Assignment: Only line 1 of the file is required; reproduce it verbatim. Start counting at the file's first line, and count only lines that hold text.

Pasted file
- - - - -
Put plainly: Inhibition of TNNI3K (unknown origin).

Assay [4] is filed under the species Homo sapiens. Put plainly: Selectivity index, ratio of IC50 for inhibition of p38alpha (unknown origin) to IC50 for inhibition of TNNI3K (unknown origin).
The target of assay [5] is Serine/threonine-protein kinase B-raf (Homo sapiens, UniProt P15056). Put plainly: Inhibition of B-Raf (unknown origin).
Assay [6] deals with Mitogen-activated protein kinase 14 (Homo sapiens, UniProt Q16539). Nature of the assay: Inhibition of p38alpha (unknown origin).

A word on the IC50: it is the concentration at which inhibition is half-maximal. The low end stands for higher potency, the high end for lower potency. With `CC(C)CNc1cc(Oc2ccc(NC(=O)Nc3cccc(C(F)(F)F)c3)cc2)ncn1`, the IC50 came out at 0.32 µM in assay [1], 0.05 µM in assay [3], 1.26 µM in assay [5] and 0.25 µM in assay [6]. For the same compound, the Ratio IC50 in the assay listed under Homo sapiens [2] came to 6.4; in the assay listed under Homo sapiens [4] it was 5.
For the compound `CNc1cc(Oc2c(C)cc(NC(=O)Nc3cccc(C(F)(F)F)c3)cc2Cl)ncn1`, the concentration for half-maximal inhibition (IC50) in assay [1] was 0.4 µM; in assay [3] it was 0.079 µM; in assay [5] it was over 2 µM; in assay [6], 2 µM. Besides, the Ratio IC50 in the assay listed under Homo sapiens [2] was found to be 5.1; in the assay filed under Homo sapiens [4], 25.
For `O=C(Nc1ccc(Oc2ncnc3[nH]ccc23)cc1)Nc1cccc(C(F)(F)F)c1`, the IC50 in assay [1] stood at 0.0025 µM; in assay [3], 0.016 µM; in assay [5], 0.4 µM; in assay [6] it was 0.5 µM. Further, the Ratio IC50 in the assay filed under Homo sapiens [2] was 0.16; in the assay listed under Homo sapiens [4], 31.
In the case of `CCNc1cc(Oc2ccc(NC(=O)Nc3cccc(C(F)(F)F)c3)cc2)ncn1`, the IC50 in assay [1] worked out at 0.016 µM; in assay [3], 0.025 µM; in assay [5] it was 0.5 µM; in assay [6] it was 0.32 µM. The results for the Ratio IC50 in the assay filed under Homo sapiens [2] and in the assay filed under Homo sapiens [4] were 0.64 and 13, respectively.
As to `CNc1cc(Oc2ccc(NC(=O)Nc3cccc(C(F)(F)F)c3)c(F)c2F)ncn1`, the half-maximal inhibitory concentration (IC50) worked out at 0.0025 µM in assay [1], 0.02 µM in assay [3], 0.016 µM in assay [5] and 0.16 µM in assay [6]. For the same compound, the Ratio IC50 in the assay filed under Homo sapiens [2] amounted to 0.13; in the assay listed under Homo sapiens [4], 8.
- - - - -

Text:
Put plainly: Inhibition of TNNI3K (unknown origin).